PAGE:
The Hagia Sophia Museum in Istanbul, Turkey Image Credit: Nilesh Raje

In 1453, at the peak of the Ottoman Empire’s power, Sultan Mehmed conquered Constantinople, the celebrated capital of the Byzantine empire. The city was renamed Istanbul, and the sultan became Mehmed Al Fatih, which means the conqueror.

One of his first initiatives was to convert the magnificent cathedral Hagia Sophia into a mosque, much to the dismay of the neighbouring Christian nations. But they could not do much; after all the Ottomans were a superpower.

Hagia Sophia was built in 537AD during the reign of Byzantine Emperor Justinian. For 900 years, it was the central church of the Greek Orthodox, the official religion of the Byzantines. New emperors would be crowned in Hagia Sophia.

In 1935, nearly 500 years after capturing Constantinople and following the fall of the Ottoman state after the First World War and the establishment of a secular republic, the founder of modern Turkey Kemal Ataturk took the bold decision to turn Hagia Sophia into a museum. It attracts more than 3 million visitors every year.

When populist leaders lose popular support, they tend to stir up internal or external conflicts, or both in Erdogan’s case, to get people to fall in line. Here is where Hagia Sophia comes.

- Mohammed Almezel, Editor at Large, Gulf News

The Ottoman rulers were despots; they were not religious zealots. But many of their subjects were. The sultans needed their support to ensure authoritarian rule. They had to keep the clerics happy. One way was to turn one of the prized jewels of the Christian crown into a mosque. It was a populist move to please the right-wing hardliners.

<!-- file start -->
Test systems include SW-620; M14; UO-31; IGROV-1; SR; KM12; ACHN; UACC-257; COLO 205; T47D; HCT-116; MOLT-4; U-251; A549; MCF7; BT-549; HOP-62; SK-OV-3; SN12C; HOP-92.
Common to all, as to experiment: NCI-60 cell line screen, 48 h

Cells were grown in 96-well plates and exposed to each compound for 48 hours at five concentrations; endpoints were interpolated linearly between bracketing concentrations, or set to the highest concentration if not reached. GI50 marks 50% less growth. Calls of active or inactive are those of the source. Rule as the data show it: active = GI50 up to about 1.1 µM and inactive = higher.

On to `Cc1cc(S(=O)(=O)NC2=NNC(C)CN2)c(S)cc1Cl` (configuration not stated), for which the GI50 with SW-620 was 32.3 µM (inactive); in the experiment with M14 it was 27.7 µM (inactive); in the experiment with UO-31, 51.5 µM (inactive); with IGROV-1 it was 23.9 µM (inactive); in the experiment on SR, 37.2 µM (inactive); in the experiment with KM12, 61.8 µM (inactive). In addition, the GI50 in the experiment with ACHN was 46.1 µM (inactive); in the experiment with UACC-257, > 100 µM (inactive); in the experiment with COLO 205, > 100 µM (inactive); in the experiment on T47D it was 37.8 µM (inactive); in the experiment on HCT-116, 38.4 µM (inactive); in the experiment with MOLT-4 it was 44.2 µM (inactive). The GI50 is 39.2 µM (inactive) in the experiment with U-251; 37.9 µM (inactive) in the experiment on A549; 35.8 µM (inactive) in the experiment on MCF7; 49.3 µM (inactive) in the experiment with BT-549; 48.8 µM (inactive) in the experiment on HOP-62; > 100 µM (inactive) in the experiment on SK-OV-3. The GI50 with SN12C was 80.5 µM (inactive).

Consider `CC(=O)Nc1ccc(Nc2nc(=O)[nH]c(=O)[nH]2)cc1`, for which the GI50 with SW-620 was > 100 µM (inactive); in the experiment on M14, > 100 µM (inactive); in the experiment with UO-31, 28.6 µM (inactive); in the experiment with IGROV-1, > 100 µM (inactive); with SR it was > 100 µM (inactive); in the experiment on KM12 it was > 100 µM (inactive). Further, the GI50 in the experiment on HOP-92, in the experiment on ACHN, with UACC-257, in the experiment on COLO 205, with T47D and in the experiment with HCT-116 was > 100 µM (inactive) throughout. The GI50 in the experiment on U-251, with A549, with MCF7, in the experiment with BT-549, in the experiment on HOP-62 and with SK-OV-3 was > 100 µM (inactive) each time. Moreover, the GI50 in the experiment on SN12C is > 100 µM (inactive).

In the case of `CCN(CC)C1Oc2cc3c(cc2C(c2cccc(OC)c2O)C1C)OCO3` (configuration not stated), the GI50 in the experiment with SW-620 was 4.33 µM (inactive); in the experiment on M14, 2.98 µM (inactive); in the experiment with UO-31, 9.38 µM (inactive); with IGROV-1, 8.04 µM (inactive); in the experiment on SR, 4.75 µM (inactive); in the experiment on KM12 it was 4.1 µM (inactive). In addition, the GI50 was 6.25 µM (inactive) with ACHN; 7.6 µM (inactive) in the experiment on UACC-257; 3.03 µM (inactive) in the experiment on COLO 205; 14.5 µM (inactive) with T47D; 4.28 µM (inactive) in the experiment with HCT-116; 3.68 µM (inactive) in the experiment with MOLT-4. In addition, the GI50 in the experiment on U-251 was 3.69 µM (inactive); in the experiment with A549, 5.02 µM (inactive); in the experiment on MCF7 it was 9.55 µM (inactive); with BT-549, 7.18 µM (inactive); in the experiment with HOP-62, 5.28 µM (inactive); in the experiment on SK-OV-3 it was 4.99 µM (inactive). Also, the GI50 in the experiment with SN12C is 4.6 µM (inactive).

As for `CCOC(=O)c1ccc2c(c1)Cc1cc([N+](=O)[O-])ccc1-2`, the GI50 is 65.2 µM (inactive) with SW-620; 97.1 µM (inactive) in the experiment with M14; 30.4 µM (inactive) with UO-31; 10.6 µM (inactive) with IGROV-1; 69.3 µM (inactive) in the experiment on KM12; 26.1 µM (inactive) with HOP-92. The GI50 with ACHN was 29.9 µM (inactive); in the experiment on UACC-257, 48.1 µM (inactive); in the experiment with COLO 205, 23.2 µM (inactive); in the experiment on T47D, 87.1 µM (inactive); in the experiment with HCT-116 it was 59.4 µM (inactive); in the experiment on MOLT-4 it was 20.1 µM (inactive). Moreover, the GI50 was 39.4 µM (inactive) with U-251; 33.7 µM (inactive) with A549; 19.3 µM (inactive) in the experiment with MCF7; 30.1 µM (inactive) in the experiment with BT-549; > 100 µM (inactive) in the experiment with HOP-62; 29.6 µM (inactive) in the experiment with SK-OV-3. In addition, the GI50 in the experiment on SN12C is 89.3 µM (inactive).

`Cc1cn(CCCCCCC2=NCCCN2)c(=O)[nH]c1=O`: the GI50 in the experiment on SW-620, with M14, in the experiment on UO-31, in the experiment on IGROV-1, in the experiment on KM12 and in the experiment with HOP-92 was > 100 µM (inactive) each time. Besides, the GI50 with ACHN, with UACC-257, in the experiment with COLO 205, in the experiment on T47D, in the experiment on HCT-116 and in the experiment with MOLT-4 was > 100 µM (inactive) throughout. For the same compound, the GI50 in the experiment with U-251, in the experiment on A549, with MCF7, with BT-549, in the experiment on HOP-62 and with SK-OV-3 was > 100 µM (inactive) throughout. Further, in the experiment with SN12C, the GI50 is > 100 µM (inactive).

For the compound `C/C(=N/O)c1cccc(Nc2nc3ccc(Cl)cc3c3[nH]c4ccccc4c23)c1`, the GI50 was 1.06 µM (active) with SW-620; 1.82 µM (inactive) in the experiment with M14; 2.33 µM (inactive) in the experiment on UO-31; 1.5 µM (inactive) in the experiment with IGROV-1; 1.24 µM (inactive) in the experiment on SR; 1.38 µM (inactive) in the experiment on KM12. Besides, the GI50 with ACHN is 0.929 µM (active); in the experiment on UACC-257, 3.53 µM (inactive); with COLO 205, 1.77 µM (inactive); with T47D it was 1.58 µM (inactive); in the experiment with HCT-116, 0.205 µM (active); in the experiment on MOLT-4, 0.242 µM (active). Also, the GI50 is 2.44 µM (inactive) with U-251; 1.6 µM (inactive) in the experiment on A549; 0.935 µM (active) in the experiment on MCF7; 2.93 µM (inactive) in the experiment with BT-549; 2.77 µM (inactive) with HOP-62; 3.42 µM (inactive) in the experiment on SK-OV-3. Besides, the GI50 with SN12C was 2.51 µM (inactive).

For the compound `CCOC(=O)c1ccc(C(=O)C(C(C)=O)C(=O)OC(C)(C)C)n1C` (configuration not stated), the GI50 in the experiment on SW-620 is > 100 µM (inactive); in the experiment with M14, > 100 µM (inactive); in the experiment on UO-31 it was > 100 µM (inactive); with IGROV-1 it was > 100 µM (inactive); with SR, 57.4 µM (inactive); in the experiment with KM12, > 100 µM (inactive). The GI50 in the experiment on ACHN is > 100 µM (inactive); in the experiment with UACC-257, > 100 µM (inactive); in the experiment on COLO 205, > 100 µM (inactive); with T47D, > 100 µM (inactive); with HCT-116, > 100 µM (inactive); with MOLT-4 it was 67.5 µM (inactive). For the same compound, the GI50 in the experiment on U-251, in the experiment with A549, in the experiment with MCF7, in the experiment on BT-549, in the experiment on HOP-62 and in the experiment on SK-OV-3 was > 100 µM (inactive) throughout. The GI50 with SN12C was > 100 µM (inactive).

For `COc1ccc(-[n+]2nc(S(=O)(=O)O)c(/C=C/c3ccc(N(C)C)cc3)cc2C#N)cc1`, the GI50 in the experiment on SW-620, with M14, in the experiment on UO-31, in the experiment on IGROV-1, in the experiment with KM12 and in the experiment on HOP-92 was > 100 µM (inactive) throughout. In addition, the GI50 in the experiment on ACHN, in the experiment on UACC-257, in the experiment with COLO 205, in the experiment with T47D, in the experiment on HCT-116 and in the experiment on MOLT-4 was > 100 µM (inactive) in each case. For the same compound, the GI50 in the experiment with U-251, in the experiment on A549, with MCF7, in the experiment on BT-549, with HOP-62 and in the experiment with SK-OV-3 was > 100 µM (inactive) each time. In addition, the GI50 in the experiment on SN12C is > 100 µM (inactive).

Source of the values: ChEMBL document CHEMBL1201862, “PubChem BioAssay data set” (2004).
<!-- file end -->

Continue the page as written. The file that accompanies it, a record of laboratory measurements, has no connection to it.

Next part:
Hagia Sophia remained out of the news for decades, until two weeks ago, when it was reported that Turkey’s neo-Ottoman leader, President Recep Tayyip Erdogan plans to make the historical edifice a mosque again.

An Islamist, albeit with clear nationalist and authoritarian tendencies, Erdogan became prime minister in 2003 and served until 2014 when he took over the presidency. Until then, the president’s office was mostly ceremonial, according to the country’s parliamentary system. However, he forced a change in the constitution in 2017 to make the presidency an executive post that enjoys vast, mostly unchecked powers. Erdogan became the new sultan. Next stop was to be the conqueror — another Al Fatih. Here’s where his world began to fall apart.

Erdogan loves history. He likes to invoke history in almost all his public speeches — mainly the Ottoman history. As an Islamist with strong ties to the Muslim Brotherhood, he is naturally fond of that history. Early in his presidency, he chose another history buff as a prime minister — Professor Ahmet Davutoglu, whose famous book, Strategic Depth, became a hit among the rising neo-Ottoman establishment. Davutoglu’s ‘neo-Ottoman’ idea envisaged a greater role for Turkey in the Middle East (which was under the Ottoman rule for centuries) and the world. To attain that, he proposed a proactive foreign policy with “zero problems with the neighbours”. He believed Turkey could be an Ottoman-like power by winning over the Muslims through soft power. Erdogan liked the idea — the first half of the idea precisely. He is a partisan bully who used arm-twisting techniques in most of his political life. The two parted ways, and Davutoglu has since become his former friend and ally’s most vocal opponent.